Electrophysiological investigation of hemifacial spasm: F-waves of the facial muscles

M. Ishikawa, T. Ohira, J. Namiki, K. Gotoh, M. Takase, S. Toya

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50 Citations (Scopus)


In patients with hemifacial spasm (HFS), the spasm is due to cross-compression of the facial nerve by a blood vessel. There are currently two hypotheses for the mechanism of HFS: 1) the spasm is caused by ephaptic transmission and an increase in excitability at the site of compression; and 2) the spasm is caused by hyperexcitability in the facial nerve nucleus. In peripheral nerves, F-waves, which result from the backfiring of antidromically activated anterior horn cells, have been proposed as indices of proximal motoneuron conduction and anterior horn cell excitability. Enhancement of the F-waves indicates increased anterior horn cell excitability. We have therefore measured F-waves in the facial muscle of HFS patients in order to investigate the exitability of the facial nerve nucleus. The authors obtained facial nerve evoked responses from 20 HFS patients before microvascular decompression (MVD), 10 HFS patients after MVD and 10 healthy controls. The F-waves, obtained with surface electrodes from the mentalis muscle, were the second response after the M-wave. On the patient's spasm side, the F-wave duration, F/M amplitude ratio and frequency of F-wave appearance significantly increased compared with those of the normal side or healthy controls; minimum latency and chronodispersion did not significantly differ between these groups. In patients whose spasm disappeared completely following MVD, the abnormal muscle response (lateral spread), which is a characteristic sign of HFS, and the enhancement of the F-wave eventually also disappeared. Because of the correlation between HFS and F-waves, the authors' study supports the hypothesis that the cause of HFS is hyperexcitability of the facial motonucleus.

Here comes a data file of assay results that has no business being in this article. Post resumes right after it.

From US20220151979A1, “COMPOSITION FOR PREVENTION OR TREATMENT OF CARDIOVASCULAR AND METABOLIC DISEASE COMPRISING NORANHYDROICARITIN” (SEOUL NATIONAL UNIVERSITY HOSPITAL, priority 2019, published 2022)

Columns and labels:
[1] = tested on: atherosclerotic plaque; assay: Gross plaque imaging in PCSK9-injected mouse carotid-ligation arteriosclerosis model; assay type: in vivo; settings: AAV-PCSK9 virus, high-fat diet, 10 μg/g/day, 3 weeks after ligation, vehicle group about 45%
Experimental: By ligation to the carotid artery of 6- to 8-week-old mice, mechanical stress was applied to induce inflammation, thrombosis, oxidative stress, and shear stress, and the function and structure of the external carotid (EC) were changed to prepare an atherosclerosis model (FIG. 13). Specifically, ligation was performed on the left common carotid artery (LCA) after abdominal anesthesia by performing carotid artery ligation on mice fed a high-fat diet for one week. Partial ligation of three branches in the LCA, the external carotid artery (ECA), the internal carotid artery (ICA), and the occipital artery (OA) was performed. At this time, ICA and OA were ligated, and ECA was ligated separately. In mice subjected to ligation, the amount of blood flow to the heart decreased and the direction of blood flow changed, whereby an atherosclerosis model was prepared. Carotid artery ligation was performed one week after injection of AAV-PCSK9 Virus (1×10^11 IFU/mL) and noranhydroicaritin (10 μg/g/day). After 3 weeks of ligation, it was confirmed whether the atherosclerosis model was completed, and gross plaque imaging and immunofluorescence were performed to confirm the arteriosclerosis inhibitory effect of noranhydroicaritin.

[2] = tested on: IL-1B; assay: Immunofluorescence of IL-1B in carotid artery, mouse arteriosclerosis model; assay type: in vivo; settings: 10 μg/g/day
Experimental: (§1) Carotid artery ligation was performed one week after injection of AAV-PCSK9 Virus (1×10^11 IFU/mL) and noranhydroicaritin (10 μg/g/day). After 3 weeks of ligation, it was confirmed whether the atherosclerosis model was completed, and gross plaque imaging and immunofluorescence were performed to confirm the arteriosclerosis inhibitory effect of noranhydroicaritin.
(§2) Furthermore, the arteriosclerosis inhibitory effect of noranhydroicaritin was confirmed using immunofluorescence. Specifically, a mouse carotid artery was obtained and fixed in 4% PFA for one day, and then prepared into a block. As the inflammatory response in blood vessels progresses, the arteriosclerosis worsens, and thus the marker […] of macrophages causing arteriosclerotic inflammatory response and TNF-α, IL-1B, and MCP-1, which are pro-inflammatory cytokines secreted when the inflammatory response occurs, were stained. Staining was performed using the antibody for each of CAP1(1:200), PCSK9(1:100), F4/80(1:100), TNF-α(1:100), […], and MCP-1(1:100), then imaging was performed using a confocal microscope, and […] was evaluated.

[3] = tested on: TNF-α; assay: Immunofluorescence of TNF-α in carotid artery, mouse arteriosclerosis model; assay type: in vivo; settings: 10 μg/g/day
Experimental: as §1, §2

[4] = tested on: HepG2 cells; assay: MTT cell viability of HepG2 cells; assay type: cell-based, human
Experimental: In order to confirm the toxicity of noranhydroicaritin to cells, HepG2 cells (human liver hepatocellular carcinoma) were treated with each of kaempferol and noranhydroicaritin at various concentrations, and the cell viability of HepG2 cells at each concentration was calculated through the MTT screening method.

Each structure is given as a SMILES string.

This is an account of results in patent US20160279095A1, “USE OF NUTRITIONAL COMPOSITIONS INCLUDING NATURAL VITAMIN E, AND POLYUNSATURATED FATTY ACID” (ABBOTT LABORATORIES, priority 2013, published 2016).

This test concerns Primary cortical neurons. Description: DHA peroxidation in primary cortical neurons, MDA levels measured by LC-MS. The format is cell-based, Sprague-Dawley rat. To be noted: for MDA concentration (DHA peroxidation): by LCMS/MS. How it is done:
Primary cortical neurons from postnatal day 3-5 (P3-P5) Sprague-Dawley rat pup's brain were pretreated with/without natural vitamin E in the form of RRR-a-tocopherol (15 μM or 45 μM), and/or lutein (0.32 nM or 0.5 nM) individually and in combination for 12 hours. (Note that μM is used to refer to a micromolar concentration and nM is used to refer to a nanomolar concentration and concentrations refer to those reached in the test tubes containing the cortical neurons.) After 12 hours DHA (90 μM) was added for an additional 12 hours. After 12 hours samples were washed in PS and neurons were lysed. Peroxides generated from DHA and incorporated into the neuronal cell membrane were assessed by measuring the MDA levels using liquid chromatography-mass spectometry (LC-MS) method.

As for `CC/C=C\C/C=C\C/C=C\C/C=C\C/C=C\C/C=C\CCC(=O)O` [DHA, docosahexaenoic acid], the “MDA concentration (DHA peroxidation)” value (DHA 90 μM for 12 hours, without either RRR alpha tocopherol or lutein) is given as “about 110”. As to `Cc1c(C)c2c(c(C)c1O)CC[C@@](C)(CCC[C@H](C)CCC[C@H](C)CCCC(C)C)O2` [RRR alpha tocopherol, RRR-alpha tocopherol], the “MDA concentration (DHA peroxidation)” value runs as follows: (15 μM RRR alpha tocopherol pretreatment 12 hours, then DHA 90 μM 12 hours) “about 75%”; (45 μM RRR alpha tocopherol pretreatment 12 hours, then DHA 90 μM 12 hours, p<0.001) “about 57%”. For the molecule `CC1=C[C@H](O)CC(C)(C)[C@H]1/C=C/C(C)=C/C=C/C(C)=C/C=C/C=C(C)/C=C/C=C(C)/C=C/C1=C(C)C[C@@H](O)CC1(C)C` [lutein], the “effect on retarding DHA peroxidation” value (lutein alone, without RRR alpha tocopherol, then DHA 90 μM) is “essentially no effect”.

Original languageEnglish
Pages (from-to)24-32
Number of pages9
JournalActa Neurochirurgica
Issue number1
Publication statusPublished - 1996


  • F-wave
  • Hemifacial spasm
  • Lateral spread
  • Surface electrode

ASJC Scopus subject areas

  • Surgery
  • Clinical Neurology


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